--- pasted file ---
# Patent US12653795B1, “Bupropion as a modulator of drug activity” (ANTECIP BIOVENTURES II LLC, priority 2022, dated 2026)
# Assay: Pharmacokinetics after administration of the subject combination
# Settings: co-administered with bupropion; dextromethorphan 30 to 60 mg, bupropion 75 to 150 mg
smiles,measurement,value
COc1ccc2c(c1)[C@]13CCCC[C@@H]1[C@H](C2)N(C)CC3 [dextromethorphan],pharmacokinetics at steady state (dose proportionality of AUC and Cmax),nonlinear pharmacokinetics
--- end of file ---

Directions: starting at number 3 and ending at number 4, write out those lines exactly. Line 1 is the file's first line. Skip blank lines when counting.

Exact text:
# Settings: co-administered with bupropion; dextromethorphan 30 to 60 mg, bupropion 75 to 150 mg
smiles,measurement,value